A set vocab list for MFL GCSE: a good idea? Interview with Professor Jim Milton

For just over a year, the Government has been pulling together proposals for a new MFL GCSE. Well, it assembled a panel of people of its choosing and required them all to sign Non-Disclosure Agreements (NDAs).

Anyway, it has become pretty much clear that there will be some significant changes in the new GCSE, which I suspect will launch in 2022 or 2023.

Current GCSENew GCSE
Familiar topics – holidays, hobbies, daily routine, jobs, school etc
Often criticised for being unfair on lower-income learners. As well as for being boring and old-fashioned.
No topics.
Vocab lists are suggested by exam boards but the exam contains lots of words not on the vocab lists. There will be one set vocabulary list. ALL tasks in the exam will use words from this list. Anything additional will be glossed.
About 70% of the words on the vocab lists are from the “top 2000 most frequent words”.Far more of the words on the list will be from the top 2000 – probably 90%+.

All sounds good, right? We’ll know exactly what students need to learn for the exam? And they’ll learn words which are more frequently used in the target language?

Sounds too good to be true, and in fact, it is too good to be true. Ruth – a Headteacher friend – and I had a pretty revealing chat to Prof Jim Milton, vocab expert extraordinaire, about the plans. This is what he had to say:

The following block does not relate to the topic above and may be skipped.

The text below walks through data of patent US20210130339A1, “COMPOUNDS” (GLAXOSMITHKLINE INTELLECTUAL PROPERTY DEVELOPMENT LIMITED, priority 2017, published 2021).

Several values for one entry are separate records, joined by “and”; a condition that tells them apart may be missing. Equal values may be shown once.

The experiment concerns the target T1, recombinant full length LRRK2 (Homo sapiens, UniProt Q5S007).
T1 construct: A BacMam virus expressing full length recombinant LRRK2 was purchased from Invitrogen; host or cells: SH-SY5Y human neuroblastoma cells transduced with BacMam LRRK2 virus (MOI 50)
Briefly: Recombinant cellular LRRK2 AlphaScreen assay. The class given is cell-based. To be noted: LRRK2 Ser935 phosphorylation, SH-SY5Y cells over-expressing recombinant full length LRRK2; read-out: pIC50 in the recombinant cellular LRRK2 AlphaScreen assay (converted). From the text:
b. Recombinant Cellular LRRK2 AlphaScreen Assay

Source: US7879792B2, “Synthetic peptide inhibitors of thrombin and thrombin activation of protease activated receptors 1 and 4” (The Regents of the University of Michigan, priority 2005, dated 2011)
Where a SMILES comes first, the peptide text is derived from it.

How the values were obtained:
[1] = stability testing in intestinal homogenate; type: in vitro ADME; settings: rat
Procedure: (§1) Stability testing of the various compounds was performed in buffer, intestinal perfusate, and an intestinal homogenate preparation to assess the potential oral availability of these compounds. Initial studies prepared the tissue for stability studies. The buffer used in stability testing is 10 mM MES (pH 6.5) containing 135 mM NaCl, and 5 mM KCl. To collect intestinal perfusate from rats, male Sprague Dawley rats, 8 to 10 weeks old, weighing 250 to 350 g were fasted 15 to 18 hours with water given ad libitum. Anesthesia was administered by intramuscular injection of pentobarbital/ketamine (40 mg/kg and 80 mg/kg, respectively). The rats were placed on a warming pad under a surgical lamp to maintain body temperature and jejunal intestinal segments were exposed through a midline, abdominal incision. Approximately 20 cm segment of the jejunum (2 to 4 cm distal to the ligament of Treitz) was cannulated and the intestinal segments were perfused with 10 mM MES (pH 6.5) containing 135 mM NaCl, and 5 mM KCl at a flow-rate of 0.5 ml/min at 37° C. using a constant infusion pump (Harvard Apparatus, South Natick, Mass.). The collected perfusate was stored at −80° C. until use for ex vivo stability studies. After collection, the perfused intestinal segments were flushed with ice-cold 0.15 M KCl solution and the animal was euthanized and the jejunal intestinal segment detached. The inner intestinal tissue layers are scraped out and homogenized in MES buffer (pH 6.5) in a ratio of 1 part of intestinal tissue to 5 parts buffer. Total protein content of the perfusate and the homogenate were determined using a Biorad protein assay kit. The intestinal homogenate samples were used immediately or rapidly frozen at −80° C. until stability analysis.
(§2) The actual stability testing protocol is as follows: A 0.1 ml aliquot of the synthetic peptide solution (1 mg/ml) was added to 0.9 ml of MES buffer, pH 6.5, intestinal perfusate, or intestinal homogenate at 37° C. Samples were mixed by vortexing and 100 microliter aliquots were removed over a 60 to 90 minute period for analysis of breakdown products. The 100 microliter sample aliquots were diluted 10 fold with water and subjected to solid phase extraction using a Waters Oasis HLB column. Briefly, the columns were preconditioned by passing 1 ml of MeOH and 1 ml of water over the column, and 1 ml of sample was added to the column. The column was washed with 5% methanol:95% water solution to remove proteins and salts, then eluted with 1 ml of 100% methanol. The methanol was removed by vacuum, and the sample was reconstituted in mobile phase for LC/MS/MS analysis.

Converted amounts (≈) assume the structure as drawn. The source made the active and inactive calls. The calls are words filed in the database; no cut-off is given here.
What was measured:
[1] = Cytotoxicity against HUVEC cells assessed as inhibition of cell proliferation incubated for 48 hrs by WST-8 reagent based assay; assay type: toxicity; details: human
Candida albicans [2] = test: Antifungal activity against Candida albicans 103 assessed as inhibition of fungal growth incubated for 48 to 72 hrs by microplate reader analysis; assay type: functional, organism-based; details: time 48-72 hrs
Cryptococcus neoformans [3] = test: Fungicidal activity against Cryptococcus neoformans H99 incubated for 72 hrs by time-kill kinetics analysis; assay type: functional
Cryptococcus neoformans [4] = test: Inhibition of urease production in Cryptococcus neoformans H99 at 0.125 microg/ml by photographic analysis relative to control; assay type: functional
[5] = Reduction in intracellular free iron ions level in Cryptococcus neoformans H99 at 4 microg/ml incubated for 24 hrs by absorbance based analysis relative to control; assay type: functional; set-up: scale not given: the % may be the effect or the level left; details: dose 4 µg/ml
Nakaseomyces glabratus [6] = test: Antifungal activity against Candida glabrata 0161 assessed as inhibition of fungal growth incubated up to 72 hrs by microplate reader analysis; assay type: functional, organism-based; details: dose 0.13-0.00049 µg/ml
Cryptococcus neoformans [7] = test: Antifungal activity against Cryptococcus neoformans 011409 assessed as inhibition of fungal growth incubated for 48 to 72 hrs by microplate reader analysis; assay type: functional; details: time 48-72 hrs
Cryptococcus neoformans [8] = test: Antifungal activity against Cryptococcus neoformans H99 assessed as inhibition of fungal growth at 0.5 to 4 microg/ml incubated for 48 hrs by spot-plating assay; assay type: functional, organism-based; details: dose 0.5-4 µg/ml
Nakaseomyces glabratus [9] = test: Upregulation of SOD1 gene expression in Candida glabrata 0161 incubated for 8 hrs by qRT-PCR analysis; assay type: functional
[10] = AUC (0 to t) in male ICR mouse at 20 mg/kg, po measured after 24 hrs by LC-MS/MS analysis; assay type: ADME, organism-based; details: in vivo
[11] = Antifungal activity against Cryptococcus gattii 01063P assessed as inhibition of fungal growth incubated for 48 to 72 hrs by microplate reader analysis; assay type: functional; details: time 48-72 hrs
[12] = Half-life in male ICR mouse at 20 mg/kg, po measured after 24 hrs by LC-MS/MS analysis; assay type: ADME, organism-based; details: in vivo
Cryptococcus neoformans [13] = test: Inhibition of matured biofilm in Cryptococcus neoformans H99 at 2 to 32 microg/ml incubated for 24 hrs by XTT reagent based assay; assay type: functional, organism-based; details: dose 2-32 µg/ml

So there we have it. Professor Milton’s verdict:

  • There is no example anywhere in the world of a vocab list being used for an MFL qualification in this way. Because it doesn’t prepare students for the real world. In the real world, speakers don’t limit themselves to the top 2000 words.
  • Focusing so heavily on the most frequent words is nowhere near as helpful as it might sound. Because students will be totally lacking the “content” vocabulary that they need to actually say anything. More successful countries teach students a fuller range of words, across the frequency bands, so that they can say things which actually have meaning.
  • The number of words being proposed isn’t enough for students to feel able, communicative, confident. If Government were serious about students reaching the level that GCSE claims to be, they’d be upping the number of words.

Leave a Reply

Fill in your details below or click an icon to log in:

WordPress.com Logo

You are commenting using your WordPress.com account. Log Out /  Change )

Google photo

You are commenting using your Google account. Log Out /  Change )

Twitter picture

You are commenting using your Twitter account. Log Out /  Change )

Facebook photo

You are commenting using your Facebook account. Log Out /  Change )

Connecting to %s